Where They At, an exhibition that portrays the founders, architects, and players in New Orleans hip-hop and the uniquely regional rap known as bounce music, a phenomenon that evolved from the communities based in the city’s housing projects. Photographs, oral histories, and video footage compiled by photographer Aubrey Edwards and journalist Alison Fensterstock document the passing of seminal beats from New Orleans music traditions to a new generation in the late 1980’s, and the creation of this new voice in Southern roots music. This multi-media archive draws a line to the present-day diaspora, as Hurricane Katrina has scattered a once tight-knit bounce and hip-hop community whose music only existed at home — a home that has been redefined physically and culturally.

New Orleans has midwifed every existing form of indigenous American music, from jazz to blues to funk, and Hip-Hop is the newest manifestation of that Southern tradition. Mardi Gras Indian chants, brass band beats and call-and-response routines equally inform Bounce music, which almost invariably samples the Showboys’ “Drag Rap” (a.k.a. “Triggerman”) and Derek B’s “Rock the Beat” or Cameron Paul’s “Brown Beats.” Featuring lyrical patterns that focus mainly on sex, parties and dancing, it invites – even demands – audience participation by calling out dance steps or prompting replies.


Website: Innocent Words Magazine & Records Where They At, a multi-media archive of New Orleans Bounce

Website: Museyon Guides
“Where They At”, a Look at Queer Rap in The Big Easy, Bounces to NYC’s Henry Street Settlement


“Where They At: A Multi-Media Archive of New Orleans Bounce”
February 11th – April 3rd, 2010
Henry Street Settlement Abrons Art Center
466 Grand Street (@ Pitt Street)
New York, New York, U.S.A.
(212) 726-9200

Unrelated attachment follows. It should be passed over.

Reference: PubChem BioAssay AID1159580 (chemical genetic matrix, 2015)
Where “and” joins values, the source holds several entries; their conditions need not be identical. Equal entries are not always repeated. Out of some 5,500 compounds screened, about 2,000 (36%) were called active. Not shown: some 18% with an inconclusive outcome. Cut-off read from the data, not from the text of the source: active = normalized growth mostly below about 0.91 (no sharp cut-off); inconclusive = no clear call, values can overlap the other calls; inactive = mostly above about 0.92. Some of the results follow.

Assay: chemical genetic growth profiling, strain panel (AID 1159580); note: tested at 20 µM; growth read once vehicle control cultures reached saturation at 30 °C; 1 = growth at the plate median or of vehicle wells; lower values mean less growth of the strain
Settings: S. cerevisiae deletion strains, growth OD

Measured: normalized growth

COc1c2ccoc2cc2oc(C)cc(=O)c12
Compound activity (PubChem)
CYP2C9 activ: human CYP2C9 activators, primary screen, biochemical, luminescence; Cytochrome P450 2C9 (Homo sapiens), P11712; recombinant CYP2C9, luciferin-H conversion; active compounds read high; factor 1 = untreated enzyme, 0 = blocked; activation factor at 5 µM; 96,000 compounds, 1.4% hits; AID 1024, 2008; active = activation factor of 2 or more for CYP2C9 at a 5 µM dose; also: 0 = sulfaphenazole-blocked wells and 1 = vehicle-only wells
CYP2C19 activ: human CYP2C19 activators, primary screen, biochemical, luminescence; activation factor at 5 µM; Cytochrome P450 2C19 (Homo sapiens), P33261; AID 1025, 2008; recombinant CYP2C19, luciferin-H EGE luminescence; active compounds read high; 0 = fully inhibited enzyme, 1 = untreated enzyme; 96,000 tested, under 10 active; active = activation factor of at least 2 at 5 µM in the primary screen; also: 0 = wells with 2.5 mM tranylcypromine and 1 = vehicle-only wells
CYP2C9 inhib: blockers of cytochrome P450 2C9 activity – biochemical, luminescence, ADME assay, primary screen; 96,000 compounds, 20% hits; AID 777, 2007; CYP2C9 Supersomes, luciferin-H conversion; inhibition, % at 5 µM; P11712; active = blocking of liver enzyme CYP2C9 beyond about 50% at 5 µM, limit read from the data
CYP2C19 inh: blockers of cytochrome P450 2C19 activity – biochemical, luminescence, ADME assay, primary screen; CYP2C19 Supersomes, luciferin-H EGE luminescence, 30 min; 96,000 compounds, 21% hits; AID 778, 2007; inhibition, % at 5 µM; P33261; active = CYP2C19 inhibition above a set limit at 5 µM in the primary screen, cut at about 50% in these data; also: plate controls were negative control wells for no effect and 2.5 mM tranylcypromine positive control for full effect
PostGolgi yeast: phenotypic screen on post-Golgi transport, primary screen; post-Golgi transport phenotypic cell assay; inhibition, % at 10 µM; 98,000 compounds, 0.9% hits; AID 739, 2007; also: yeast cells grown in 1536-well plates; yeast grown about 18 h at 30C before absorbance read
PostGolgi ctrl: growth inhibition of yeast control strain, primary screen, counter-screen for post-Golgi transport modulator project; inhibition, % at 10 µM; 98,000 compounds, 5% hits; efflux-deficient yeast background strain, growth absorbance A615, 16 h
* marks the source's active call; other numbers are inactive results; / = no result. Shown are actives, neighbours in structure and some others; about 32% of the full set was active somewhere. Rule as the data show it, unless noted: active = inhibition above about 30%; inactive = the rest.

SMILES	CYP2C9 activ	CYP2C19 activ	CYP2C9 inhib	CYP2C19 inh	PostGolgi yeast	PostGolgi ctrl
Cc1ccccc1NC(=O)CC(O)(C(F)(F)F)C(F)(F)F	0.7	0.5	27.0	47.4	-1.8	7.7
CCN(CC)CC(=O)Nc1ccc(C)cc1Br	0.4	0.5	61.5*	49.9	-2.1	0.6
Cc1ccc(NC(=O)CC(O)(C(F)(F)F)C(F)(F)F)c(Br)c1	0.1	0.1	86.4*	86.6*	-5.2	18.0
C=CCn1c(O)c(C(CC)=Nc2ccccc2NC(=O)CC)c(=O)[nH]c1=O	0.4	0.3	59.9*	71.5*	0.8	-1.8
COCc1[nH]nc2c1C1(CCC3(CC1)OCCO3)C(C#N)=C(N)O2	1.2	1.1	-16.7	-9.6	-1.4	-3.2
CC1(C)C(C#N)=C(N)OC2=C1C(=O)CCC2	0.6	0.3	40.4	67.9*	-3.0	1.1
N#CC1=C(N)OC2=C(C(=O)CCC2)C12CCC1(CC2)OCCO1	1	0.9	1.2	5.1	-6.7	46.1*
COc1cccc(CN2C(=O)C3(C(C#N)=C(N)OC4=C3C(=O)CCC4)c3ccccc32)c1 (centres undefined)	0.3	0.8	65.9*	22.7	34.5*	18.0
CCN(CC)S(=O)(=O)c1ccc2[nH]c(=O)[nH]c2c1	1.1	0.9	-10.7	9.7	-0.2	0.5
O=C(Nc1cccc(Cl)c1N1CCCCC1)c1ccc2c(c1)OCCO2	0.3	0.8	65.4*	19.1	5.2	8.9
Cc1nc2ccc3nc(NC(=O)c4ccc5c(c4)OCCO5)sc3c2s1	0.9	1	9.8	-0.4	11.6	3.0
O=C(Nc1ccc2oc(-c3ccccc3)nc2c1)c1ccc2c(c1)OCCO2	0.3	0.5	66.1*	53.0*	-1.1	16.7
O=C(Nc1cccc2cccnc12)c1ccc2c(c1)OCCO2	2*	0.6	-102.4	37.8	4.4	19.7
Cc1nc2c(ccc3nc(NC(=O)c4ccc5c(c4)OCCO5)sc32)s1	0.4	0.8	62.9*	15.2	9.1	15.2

March 7th – March 21th, 2010
Birdhouse Gallery
1304 East Cesar Chavez Street
Austin, Texas

April 22, 2010: Full archive opening at the
Ogden Museum of Southern Art
900 Camp Street
New Orleans Louisiana 70130

April 23, 2010: Partial exhibition opening on the grounds of the New Orleans Jazz & Heritage Festival in the Grandstand.

Ongoing programming at the Ogden Museum (see above), including performances, live interviews and screenings, will continue through July 2010 – dates TBD.

For more information go to www.WhereTheyAtnola.com
All images copyright © Aubrey Edwards and Alison Fensterstock.
Website: Aubrey Edwards Photography (Where They At)

UPDATE (Tuesday, March 30th, 2010)

Hey FAM,

I went to the Henry Street Settlement Abrons Art Center in lower Manhattan to check out the WHERE THEY AT Multimedia Archive Of New Orleans Bounce and had a nice time.

I invited my heterosexual cousin James (aka hip-hop artist SladeOne) to come check it out with me. It was clearly an eye-opener for him because he didn't know about the history of "Bounce" in the south of Louisiana which is a sub-culture of hip-hop (read the above information) of which my cousin LOVES a lot.

I felt it was an important opportunity for us to hang out together besides the family related events we go to. He could see the Black same gender loving experience (which I am and a part of) with a merger of hip-hop which he's a big part of. My cousin brought another friend of his and we looked to see what the exhibit had to offer.

So below are some pics I took the day we went which was Tuesday, March 9th, 2010:

My Cousin James (aka Hip-Hop Artist SladeOne)
Standing Next To Vockah Redu Poster

My Cousin SladeOne (pictured left)